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PGA Championship 2023: Masters, money, history on the line for ...

ROCHESTER, N.Y.—Michael Block is a showman, which is an odd thing to say about a PGA club pro, but the 46-year-old is hamming it up at Oak Hill and why the hell not? He’s not supposed to be here, having booked a flight home to California for Saturday morning, believing his stay in Rochester would not last to the weekend. But he’s here and he’s contending at this PGA Championship while mugging and shrugging at the camera like Jim from “The Office” after every shot, acting like he knows this shouldn’t be happening yet harboring the very conviction and talent needed to do what he’s done.

And this fun and feel-good story has done the damndest thing, which is to give a chance to make that story matter on Sunday.

"I can compete against these guys, to be honest," Block said on Saturday evening, trying to explain the unexplainable. "I can hang."

Block has done more than hang. Against the backdrop of a downpour and surrendering some 40 yards of distance to his competitors, Block is even through three days of this PGA Championship with three straight 70s, just one of nine players who isn’t over par. He is just outside the fire, six shots back, and will play with Rory McIlroy on Sunday.

Winning might be a tall task at six back—especially with the likes of Brooks Koepka, Viktor Hovland, Bryson DeChambeau and McIlroy in his way—although that's the mindset Block still maintains. "They'd have to come back a little bit, but can I shoot 3- or 4-under? 100 percent, absolutely, especially if the fairways dry out a little bit. That would be a huge thing for me." Still, even without a W, there’s a heck of a lot on the line for the final 18.

The first is a bit of history. Earlier this week Block said his goal was to make the cut and to be the low club pro. He is about to blow past those benchmarks. Block is currently T-8, and if that sounds low, it is: The last club professional to be among the top 10 on the leaderboard after 54 holes of a PGA Championship was Bob Boyd in 1990 at Shoal Creek. The best finish by a PGA club pro in championship history is T-11.

There’s also some money to be had. The PGA of America announced it has added $2.5 million to this year’s purse for a total of $17.5 million. If he finishes in ninth, that would net him a cool $500,000, with a top-20 finish bringing home $213,000. Which is pretty good change for a guy charging $150 per lesson.

"[Most I've made is] $75,000, 2014, Club Professional National Championship at the Dunes Club in Myrtle Beach," Block said. "There was the 2001 California State Open for $4500 for a long, long time, and when I got $75K in one tournament, I was very happy."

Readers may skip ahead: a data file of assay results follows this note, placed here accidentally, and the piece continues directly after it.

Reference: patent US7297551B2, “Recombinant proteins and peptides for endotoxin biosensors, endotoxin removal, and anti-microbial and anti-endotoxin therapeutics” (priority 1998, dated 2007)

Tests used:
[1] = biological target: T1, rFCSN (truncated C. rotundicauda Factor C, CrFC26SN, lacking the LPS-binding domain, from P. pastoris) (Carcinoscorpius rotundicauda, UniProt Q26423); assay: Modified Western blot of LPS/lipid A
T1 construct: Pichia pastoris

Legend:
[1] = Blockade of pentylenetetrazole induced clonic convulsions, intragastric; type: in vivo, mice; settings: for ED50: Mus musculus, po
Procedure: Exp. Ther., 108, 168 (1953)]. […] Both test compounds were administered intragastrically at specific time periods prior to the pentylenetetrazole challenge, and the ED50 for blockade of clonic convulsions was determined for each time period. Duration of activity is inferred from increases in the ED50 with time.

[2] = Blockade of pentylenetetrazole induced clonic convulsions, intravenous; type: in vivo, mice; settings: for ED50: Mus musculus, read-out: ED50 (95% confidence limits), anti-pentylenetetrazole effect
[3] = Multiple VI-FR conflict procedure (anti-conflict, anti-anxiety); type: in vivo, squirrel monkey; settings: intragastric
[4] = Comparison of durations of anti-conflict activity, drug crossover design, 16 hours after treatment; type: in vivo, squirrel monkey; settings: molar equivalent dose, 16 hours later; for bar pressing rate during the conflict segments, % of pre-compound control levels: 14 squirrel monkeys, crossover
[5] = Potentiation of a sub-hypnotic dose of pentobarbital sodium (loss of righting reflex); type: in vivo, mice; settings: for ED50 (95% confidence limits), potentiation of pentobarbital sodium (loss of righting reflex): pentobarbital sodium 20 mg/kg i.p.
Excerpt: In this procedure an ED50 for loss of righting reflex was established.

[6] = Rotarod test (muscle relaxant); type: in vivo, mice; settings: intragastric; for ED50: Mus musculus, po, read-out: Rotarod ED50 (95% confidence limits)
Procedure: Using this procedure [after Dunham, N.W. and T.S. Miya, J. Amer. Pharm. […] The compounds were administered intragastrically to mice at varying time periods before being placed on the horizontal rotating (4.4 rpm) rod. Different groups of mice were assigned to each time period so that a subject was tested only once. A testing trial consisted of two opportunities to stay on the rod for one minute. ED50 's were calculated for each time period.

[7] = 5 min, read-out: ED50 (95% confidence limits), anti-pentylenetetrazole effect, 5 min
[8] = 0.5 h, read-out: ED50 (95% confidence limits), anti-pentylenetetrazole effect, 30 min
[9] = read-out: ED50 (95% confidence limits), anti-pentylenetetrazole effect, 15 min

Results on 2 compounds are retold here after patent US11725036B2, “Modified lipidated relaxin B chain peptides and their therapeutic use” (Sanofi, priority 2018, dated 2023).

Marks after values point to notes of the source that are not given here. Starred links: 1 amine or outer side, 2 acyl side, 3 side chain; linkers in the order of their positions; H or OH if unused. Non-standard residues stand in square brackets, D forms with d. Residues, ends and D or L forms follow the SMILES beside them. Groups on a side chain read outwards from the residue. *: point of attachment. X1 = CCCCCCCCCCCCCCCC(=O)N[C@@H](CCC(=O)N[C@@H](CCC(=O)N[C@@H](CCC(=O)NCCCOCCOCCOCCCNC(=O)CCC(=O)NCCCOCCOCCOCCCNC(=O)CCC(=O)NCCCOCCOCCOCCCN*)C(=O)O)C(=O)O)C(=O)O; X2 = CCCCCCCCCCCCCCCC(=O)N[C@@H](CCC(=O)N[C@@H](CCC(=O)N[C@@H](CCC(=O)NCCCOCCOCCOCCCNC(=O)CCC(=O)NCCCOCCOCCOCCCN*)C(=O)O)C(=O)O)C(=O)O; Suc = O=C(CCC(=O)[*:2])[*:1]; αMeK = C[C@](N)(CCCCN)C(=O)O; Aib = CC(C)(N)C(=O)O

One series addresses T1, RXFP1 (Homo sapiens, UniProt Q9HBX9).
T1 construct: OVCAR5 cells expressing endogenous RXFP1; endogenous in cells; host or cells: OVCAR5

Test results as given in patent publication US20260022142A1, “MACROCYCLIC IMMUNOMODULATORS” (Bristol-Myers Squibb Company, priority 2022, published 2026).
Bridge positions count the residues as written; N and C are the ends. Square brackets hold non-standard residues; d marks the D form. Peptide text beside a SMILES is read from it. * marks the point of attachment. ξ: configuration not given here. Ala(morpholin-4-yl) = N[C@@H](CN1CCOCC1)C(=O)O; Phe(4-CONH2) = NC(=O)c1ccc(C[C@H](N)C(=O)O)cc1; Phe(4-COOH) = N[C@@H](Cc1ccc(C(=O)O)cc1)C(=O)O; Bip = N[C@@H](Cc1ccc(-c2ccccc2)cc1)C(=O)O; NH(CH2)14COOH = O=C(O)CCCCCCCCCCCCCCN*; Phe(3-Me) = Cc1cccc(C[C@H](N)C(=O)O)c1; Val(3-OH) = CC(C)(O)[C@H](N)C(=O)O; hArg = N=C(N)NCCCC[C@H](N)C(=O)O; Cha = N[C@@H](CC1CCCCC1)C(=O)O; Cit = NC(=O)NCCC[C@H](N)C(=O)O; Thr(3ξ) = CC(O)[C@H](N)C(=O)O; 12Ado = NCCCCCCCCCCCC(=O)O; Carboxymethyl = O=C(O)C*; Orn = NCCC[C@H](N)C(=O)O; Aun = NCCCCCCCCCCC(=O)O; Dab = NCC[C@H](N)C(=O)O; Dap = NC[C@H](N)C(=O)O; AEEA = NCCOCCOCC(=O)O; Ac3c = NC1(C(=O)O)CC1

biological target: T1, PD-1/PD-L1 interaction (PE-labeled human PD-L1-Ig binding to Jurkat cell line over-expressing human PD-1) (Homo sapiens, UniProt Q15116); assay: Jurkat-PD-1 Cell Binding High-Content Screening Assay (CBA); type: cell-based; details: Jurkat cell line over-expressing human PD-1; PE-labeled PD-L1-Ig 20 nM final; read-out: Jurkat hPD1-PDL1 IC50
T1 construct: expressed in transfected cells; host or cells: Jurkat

Of course, Block is a competitor, and one of the best opportunities to be had on Sunday is the chance to do all of this again. The top 15 finishers (and ties) get an invite to next year’s PGA Championship at Valhalla in Louisville. If he finishes in the top four, he receives a spot at the Masters. (Trips to the U.S. Open and Open Championship, however, would require a win.)

For what it’s worth, Block isn’t trying to get ahead of himself, trying to block out the noise and stay in the moment to appreciate it for what it is. He’s already achieved something he doubted, which is if he had the game to compete with the best, and through 54 holes, he has.

"I doubt if anybody on this entire property loves golf as much as I love golf," Block said. "I've learned at this point to enjoy the moment, to sit back and relax and enjoy it because it goes by fast, and life goes by fast. Before you know it, you're 60 years old and retired and look back at the videos on this and remember that was the best week of my life, and more than likely this is probably going to be the best week of my life. So I'm going to sit back as much as I can with my friends and family at the house we rented and watch the videos tonight and see all my new followers on Instagram. It's been crazy, it's been awesome."

The crowd seems to be enjoying it, too, bestowing their loudest cheers for Block as they did their best to let him know what he was doing was not lost on them. As he tapped in his final stroke on Saturday the 18th grandstands gave him a standing ovation and Block did all he could do hold himself back. Michael Block has a chance to do something special Sunday at the PGA Championship, but to those outside the ropes, he already has.


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